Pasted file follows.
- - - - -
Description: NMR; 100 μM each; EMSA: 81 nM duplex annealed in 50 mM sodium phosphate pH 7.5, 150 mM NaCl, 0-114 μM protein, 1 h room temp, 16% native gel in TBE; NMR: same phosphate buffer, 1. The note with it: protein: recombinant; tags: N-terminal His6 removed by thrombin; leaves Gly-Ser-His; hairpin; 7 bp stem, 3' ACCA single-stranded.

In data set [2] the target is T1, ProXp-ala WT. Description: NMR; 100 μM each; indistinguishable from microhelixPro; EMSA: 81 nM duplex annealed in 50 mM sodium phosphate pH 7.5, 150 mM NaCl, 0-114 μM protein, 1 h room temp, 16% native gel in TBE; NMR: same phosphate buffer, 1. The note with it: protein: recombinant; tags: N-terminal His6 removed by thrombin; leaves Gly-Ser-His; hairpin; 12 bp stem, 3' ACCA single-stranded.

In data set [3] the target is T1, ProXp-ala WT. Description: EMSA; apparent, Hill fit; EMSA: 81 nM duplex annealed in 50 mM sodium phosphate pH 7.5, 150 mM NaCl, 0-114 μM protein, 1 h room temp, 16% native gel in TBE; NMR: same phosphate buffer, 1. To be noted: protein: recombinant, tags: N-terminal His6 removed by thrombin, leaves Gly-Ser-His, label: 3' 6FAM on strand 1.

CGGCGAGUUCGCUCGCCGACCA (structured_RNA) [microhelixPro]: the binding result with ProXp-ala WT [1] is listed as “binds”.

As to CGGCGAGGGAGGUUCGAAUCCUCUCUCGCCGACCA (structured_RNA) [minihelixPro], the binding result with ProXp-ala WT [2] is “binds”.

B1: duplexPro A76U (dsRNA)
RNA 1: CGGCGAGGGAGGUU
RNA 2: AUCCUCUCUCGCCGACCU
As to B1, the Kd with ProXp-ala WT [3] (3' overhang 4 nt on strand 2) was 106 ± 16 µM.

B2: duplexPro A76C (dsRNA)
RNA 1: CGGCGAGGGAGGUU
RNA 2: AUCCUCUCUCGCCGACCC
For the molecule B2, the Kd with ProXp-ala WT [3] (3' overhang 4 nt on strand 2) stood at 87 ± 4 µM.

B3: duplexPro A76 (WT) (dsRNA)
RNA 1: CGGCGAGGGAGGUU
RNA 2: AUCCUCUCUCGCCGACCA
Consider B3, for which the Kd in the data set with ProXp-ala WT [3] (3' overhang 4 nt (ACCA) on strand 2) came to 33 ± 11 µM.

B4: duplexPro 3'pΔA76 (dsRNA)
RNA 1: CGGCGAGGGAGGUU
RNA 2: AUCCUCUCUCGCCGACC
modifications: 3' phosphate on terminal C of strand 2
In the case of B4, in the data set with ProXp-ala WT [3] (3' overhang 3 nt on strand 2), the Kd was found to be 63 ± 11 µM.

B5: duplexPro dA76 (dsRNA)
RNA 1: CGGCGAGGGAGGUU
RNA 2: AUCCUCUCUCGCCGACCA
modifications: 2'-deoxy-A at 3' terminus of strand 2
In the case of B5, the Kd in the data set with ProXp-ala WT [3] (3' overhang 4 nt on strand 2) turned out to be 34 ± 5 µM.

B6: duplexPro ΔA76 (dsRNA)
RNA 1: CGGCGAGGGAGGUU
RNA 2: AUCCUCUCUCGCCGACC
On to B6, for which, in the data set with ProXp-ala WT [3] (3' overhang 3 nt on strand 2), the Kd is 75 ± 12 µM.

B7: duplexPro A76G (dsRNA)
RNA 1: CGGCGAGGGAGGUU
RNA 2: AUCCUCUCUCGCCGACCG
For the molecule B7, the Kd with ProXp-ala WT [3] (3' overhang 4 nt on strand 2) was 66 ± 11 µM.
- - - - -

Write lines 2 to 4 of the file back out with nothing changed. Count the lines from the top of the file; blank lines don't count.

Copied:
In data set [2] the target is T1, ProXp-ala WT. Description: NMR; 100 μM each; indistinguishable from microhelixPro; EMSA: 81 nM duplex annealed in 50 mM sodium phosphate pH 7.5, 150 mM NaCl, 0-114 μM protein, 1 h room temp, 16% native gel in TBE; NMR: same phosphate buffer, 1. The note with it: protein: recombinant; tags: N-terminal His6 removed by thrombin; leaves Gly-Ser-His; hairpin; 12 bp stem, 3' ACCA single-stranded.

In data set [3] the target is T1, ProXp-ala WT. Description: EMSA; apparent, Hill fit; EMSA: 81 nM duplex annealed in 50 mM sodium phosphate pH 7.5, 150 mM NaCl, 0-114 μM protein, 1 h room temp, 16% native gel in TBE; NMR: same phosphate buffer, 1. To be noted: protein: recombinant, tags: N-terminal His6 removed by thrombin, leaves Gly-Ser-His, label: 3' 6FAM on strand 1.

CGGCGAGUUCGCUCGCCGACCA (structured_RNA) [microhelixPro]: the binding result with ProXp-ala WT [1] is listed as “binds”.